Develop your deck based on the best cards, the guardrails of the meta, and your chosen approach.

With the familiarity of the best cards available in the format, the understanding of the limits of the meta, and your own preferences you can develop an initial deck or framework. There’s not much else to discuss with this point if you’ve put the time in to do your homework and eat your vegetables, so to speak. I went through this process and ended up with a Rakano list that was similar to most, but still unique for the preferences I chose.

Remember, the vast majority of the time you will not be the only person settling on whatever deck you ultimately choose. It’s a digital game and information spreads very quickly the more games are played on the ladder. It doesn’t matter who built it first. All that matters is whether it’s the best deck for you to play at this tournament.

Refine the list through iteration as you play.

As you build your initial 75 you will undoubtedly have cards that didn’t quite make the first draft. Or you will play ladder and notice innovation from others in the mirror match. This is the time to just play a ton and swap out what’s not working for what might be better. As an example, Parapet Sentry was not a card in my first draft. I was happy using a combination of Inferno Phoenix, Riva, Crimson Blur and Obliterate in the 5-power slot… until I played against it in the mirror. The more I considered Parapet Sentry, the more I was impressed. The 4 damage to the face on Summon could only be stopped by face Aegis. Whereas the attacking Phoenix (representing 6 damage on curve) could be blocked or interacted with a number of different ways at Fast/Ambush speed.

The Sentry very sneakily left behind an awkward blocker for my opponent to deal with if we were racing. And there’s a chance I get free material from knocking an opposing Helena, Skyguide, Phoenix or Steyer’s Eyes, etc. out of the sky to top it off. And if I still had a Depth Charge in play from League Explorer the Sentry would be a 6/5. It became my preferred 5 drop and did everything I wanted. Right or wrong, I preferred it in the mirror which I expected to be abundant and played 4 copies, dropping all the other 5’s I had in the deck. Point being, if you play against a card you hadn’t yet considered or even realized was legal in the format, don’t be afraid to try it out.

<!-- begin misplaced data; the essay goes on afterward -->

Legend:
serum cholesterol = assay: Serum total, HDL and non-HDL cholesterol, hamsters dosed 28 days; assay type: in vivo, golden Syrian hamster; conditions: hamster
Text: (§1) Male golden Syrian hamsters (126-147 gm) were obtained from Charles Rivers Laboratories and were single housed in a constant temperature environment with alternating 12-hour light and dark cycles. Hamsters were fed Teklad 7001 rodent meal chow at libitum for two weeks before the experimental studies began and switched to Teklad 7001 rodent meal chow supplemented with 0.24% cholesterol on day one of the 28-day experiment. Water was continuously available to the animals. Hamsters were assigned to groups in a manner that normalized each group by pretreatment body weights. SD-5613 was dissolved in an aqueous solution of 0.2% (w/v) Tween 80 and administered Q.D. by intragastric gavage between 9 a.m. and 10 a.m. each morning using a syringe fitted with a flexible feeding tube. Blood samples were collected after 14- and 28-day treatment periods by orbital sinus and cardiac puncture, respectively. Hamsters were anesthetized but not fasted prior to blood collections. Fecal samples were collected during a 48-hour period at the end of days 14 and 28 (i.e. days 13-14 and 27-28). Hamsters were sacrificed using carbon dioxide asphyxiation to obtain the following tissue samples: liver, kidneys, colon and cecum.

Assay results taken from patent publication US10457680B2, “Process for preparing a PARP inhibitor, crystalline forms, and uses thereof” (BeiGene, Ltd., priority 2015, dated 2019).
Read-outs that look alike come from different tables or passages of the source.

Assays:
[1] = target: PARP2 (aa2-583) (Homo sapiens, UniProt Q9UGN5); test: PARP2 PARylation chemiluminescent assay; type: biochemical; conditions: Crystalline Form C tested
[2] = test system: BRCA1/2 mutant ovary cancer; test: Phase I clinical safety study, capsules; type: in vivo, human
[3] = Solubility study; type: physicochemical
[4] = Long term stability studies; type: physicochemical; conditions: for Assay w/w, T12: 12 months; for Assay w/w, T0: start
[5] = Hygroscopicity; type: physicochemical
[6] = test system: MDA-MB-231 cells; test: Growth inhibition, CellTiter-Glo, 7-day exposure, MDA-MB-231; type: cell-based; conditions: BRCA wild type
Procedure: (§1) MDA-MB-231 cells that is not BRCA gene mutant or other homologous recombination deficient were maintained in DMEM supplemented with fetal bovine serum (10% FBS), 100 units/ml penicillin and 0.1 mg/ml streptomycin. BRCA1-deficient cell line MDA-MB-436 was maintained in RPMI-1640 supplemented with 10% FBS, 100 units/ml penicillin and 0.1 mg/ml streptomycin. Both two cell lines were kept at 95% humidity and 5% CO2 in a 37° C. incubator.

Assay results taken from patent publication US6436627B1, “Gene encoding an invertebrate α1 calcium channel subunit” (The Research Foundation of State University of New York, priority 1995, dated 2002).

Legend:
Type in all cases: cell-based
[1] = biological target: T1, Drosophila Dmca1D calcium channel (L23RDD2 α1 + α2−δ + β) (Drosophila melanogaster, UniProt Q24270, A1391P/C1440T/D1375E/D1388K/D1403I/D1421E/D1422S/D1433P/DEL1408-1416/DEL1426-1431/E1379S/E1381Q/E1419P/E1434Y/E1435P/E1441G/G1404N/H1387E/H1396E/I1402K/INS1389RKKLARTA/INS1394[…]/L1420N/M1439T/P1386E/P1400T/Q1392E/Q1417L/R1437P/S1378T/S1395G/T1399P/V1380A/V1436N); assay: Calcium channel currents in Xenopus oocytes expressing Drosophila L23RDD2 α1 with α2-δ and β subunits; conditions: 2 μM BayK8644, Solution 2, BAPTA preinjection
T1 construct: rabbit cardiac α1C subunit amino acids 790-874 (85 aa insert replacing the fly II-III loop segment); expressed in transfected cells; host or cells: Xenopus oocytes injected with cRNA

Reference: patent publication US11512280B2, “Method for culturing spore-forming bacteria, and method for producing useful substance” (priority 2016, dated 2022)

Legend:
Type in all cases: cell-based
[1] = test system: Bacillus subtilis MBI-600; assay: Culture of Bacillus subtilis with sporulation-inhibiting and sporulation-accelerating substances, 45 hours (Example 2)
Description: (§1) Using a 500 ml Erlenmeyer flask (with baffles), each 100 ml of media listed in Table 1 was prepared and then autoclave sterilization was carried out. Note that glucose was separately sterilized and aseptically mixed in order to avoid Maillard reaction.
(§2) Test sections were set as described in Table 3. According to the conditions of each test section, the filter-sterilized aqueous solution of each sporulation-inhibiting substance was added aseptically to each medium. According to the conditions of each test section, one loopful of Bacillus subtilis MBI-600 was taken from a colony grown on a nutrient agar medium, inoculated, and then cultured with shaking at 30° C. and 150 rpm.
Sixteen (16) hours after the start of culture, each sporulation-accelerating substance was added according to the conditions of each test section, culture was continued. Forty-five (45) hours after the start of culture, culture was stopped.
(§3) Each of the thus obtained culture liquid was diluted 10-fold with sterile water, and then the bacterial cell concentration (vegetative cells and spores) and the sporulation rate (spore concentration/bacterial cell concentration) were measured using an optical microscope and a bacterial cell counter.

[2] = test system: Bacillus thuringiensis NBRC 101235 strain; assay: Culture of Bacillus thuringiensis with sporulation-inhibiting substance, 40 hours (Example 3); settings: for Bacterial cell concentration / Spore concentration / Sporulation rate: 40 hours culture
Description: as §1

Settle on your list within a few days of the tournament and don’t change it.

If you’ve gone through this process and produced a list that is powerful, sound, and gives you confidence, stop playing. I reached this point with about 3 days to go before the Open. I put it away and didn’t mess with it. Once you know, you know. Again, this is just what worked for me. I think the worst thing you could do is put all the time and preparation in, only to overthink it at the 25th hour and make a change you haven’t vetted that reduces your confidence. Best way to avoid that is stop and wait for the tournament to begin.

Play some Gauntlet prior to beginning your run.

This is just to get your muscle memory and pattern recognition firing ahead of time. A misclick or unnecessary tank would be a poor way to get your run started. I also recommend this just to start playing against some unfamiliar decks and get those creative problem-solving juices flowing. The challenge isn’t the difficulty of the Gauntlet decks or AI. The challenge is unwiring your brain from the auto-pilot that playing ladder can be at times.

Take notes and breaks

Force yourself to take even a couple minutes between each game just to stretch, get a drink or snack, or take notes on the previous game. The best way to avoid playing tilted or sloppy is to force yourself to slow down. Notes can be helpful for acknowledging key moments, cards, or interactions that you might face in a future match. It’s also a healthy way to vent some frustration after a tough loss.

Also, remember to get plenty of sleep the night before. And most importantly have fun. You will probably do better than you expect, even if you make some mistakes along the way. Put things in perspective. It’s your first Open. Enjoy it.

I hope this has been helpful to you and good luck!


ReBeaver Eternal Version: 22.03.02
Great article, thanks so much for the tips.